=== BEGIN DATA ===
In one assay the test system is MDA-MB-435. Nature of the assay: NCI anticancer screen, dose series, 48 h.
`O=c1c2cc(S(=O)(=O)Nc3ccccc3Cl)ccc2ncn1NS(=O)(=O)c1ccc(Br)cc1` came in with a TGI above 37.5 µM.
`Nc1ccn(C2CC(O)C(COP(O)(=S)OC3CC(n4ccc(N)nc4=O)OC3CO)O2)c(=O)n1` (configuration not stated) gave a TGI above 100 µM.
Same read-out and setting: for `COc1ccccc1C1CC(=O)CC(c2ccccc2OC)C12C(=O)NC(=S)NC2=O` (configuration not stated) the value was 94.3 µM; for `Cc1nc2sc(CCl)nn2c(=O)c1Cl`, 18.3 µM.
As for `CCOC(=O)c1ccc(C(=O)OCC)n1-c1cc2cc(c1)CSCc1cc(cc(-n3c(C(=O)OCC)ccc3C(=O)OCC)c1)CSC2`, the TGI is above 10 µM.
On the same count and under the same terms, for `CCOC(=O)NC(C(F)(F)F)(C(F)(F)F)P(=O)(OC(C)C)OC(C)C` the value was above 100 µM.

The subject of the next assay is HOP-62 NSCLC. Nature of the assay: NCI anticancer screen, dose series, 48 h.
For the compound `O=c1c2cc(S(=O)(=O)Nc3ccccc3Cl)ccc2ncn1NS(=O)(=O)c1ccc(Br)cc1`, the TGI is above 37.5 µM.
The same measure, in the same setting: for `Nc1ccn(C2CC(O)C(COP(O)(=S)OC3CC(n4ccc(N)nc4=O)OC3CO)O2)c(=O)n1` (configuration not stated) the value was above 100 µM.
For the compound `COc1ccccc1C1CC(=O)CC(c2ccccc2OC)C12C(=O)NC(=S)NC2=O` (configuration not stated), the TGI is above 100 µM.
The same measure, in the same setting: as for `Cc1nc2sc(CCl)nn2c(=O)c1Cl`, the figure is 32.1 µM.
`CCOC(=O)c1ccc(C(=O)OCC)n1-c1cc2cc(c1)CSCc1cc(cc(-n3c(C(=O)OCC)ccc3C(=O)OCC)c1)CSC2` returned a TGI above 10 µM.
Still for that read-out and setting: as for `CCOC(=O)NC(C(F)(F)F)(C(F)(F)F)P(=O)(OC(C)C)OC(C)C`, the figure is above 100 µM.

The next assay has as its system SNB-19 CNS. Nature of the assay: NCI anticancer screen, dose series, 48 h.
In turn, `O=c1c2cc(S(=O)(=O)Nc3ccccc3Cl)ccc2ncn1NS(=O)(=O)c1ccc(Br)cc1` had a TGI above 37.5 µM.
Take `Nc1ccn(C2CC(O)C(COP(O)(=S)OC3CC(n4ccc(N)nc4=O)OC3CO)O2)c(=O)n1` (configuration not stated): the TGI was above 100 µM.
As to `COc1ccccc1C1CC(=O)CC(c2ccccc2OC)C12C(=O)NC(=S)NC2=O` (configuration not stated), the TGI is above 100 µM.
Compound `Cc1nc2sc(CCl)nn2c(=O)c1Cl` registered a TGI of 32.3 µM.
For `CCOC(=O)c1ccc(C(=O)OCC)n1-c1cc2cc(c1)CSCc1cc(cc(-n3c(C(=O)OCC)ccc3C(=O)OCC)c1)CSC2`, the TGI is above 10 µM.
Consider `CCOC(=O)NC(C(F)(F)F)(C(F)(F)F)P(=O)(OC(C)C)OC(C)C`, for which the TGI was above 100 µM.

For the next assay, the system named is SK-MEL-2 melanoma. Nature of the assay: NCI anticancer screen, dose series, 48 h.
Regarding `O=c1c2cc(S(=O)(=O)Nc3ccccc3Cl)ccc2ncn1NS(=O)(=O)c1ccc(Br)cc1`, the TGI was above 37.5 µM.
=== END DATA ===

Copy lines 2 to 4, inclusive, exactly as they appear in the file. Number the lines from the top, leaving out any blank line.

`O=c1c2cc(S(=O)(=O)Nc3ccccc3Cl)ccc2ncn1NS(=O)(=O)c1ccc(Br)cc1` came in with a TGI above 37.5 µM.
`Nc1ccn(C2CC(O)C(COP(O)(=S)OC3CC(n4ccc(N)nc4=O)OC3CO)O2)c(=O)n1` (configuration not stated) gave a TGI above 100 µM.
Same read-out and setting: for `COc1ccccc1C1CC(=O)CC(c2ccccc2OC)C12C(=O)NC(=S)NC2=O` (configuration not stated) the value was 94.3 µM; for `Cc1nc2sc(CCl)nn2c(=O)c1Cl`, 18.3 µM.